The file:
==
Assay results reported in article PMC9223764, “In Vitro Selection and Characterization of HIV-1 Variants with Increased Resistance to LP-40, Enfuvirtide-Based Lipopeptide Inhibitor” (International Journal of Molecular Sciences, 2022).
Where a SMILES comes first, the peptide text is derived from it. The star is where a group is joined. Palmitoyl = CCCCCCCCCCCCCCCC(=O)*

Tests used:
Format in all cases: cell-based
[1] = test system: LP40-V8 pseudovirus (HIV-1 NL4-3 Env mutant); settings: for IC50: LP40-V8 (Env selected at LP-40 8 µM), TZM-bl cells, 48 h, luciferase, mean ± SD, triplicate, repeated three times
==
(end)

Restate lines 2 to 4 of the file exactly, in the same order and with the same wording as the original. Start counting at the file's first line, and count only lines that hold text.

Where a SMILES comes first, the peptide text is derived from it. The star is where a group is joined. Palmitoyl = CCCCCCCCCCCCCCCC(=O)*

Tests used:
Format in all cases: cell-based